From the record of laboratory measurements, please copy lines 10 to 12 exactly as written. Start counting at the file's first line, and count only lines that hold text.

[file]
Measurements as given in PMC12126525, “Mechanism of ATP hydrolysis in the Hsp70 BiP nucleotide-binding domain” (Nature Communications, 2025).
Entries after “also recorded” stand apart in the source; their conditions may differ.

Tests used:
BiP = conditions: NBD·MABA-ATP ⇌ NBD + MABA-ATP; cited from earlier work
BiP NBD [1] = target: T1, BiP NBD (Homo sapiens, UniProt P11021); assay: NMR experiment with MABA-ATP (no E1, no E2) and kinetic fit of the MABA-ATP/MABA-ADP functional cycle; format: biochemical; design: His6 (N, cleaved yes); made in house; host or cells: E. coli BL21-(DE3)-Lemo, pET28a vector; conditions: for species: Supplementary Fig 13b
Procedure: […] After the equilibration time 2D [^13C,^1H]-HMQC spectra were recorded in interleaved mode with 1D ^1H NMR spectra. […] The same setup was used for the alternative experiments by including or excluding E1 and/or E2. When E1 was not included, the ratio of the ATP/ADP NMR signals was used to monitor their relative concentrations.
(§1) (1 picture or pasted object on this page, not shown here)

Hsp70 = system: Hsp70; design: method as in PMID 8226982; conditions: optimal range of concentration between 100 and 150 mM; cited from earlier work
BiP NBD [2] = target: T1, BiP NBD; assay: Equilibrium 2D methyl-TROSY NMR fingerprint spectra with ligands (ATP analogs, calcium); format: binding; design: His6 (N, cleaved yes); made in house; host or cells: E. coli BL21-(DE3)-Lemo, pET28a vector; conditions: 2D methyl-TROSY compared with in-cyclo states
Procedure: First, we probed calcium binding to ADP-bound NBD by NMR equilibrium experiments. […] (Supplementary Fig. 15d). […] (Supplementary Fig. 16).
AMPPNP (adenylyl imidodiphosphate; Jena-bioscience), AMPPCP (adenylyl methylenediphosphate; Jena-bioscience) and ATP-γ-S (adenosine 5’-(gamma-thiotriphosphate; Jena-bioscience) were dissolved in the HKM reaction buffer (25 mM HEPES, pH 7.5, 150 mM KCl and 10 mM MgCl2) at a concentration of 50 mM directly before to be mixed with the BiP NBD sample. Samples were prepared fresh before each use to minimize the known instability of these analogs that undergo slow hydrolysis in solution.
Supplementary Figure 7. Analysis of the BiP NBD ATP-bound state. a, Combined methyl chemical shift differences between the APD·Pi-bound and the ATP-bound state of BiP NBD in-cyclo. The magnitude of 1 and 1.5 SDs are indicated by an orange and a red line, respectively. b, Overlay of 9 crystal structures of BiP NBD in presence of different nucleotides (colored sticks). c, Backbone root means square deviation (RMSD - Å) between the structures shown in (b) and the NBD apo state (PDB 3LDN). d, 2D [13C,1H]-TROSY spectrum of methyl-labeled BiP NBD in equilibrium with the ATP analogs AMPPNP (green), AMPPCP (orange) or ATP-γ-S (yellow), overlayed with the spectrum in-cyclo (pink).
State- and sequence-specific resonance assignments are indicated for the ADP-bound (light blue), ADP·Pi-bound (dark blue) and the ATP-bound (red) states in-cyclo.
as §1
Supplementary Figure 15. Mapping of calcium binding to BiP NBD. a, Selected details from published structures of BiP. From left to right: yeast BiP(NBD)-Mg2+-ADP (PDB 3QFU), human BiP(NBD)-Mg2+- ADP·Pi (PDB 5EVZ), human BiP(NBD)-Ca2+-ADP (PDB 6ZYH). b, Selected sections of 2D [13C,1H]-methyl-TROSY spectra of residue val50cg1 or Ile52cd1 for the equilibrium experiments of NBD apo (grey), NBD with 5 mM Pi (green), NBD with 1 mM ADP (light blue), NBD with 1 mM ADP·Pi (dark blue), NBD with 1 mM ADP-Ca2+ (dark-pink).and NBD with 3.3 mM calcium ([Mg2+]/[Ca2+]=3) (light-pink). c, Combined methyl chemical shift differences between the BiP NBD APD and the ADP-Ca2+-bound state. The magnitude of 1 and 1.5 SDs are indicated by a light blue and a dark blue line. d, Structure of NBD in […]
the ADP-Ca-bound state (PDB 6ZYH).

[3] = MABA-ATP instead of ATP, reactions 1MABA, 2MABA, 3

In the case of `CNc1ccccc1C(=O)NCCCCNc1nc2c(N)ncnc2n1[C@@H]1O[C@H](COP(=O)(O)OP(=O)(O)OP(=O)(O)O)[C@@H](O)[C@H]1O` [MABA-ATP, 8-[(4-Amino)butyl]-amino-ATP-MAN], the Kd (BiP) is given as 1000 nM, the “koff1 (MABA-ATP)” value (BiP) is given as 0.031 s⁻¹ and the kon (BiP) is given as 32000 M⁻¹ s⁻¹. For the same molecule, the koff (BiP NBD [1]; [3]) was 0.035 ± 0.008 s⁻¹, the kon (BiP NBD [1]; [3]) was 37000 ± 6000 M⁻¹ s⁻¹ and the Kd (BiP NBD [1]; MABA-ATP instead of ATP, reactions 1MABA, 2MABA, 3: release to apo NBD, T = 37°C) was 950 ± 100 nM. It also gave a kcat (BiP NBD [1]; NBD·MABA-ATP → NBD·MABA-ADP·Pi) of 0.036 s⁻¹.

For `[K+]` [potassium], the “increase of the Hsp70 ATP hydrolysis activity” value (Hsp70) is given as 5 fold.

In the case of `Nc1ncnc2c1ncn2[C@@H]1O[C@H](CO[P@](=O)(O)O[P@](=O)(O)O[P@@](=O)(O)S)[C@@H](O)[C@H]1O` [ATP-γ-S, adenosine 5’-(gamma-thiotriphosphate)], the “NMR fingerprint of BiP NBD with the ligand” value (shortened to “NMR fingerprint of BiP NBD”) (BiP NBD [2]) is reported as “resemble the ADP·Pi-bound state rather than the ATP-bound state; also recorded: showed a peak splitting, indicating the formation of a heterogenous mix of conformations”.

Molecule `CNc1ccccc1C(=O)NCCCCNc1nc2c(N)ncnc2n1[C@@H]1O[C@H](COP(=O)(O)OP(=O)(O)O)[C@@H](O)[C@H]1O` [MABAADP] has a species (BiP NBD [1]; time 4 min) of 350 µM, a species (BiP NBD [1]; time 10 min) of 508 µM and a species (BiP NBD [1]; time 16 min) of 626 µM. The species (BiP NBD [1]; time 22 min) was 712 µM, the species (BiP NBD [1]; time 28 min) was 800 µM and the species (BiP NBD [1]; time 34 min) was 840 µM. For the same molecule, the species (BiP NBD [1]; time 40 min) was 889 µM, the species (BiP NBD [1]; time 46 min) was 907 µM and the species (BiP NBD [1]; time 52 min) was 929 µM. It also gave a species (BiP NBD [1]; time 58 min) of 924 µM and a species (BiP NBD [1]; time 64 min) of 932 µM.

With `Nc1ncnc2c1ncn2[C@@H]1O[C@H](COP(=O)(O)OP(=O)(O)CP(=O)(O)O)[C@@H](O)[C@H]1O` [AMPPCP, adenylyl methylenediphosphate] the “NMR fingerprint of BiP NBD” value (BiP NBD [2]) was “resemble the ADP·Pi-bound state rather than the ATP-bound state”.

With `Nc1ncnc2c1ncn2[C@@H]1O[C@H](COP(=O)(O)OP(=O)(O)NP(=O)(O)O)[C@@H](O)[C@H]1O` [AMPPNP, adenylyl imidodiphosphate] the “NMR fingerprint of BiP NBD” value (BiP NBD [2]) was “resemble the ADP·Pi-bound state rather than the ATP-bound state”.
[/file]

Procedure: First, we probed calcium binding to ADP-bound NBD by NMR equilibrium experiments. […] (Supplementary Fig. 15d). […] (Supplementary Fig. 16).
AMPPNP (adenylyl imidodiphosphate; Jena-bioscience), AMPPCP (adenylyl methylenediphosphate; Jena-bioscience) and ATP-γ-S (adenosine 5’-(gamma-thiotriphosphate; Jena-bioscience) were dissolved in the HKM reaction buffer (25 mM HEPES, pH 7.5, 150 mM KCl and 10 mM MgCl2) at a concentration of 50 mM directly before to be mixed with the BiP NBD sample. Samples were prepared fresh before each use to minimize the known instability of these analogs that undergo slow hydrolysis in solution.
Supplementary Figure 7. Analysis of the BiP NBD ATP-bound state. a, Combined methyl chemical shift differences between the APD·Pi-bound and the ATP-bound state of BiP NBD in-cyclo. The magnitude of 1 and 1.5 SDs are indicated by an orange and a red line, respectively. b, Overlay of 9 crystal structures of BiP NBD in presence of different nucleotides (colored sticks). c, Backbone root means square deviation (RMSD - Å) between the structures shown in (b) and the NBD apo state (PDB 3LDN). d, 2D [13C,1H]-TROSY spectrum of methyl-labeled BiP NBD in equilibrium with the ATP analogs AMPPNP (green), AMPPCP (orange) or ATP-γ-S (yellow), overlayed with the spectrum in-cyclo (pink).